While there are many administrators and health care professionals and technicians at a Japanese Hospital, there are also automated kiosks everywhere for many procedures, such as checking-in, paying any out-of-pocket expenses, urine tests, etc. which makes the whole time spent at the hospital very smooth and efficient.  You put your Personal RFID card from Figure 2 into these kiosks, complete your procedure, your card and file is updated, and move onto the next station.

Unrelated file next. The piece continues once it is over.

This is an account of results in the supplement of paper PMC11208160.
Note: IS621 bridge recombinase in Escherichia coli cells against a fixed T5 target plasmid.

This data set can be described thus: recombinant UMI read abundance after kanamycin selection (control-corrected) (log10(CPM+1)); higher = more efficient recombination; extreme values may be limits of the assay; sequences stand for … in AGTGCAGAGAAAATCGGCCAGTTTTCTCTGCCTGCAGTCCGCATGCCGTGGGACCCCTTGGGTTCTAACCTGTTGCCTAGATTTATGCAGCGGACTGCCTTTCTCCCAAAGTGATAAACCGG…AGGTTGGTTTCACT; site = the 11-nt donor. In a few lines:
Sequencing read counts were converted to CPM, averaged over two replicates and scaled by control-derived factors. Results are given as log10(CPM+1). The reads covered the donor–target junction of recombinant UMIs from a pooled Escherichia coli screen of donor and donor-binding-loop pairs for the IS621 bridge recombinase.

For Health Care, the system design is kind of easy.  We experience full IT tracking systems in our daily lives, like’s reviewing, inventory, purchasing, and packaging tracking systems.  We know that modern manufacturing process logistics systems exist.  We have ways of measuring results, like outcomes, wait times, or customer satisfaction.  Japan has integrated these best practices into a low cost system.  It is just good business, and a good human system.  North America needs to shamelessly borrow this better system from Japan, and tailor and improve where necessary, as was done with the Taguchi Quality method etc.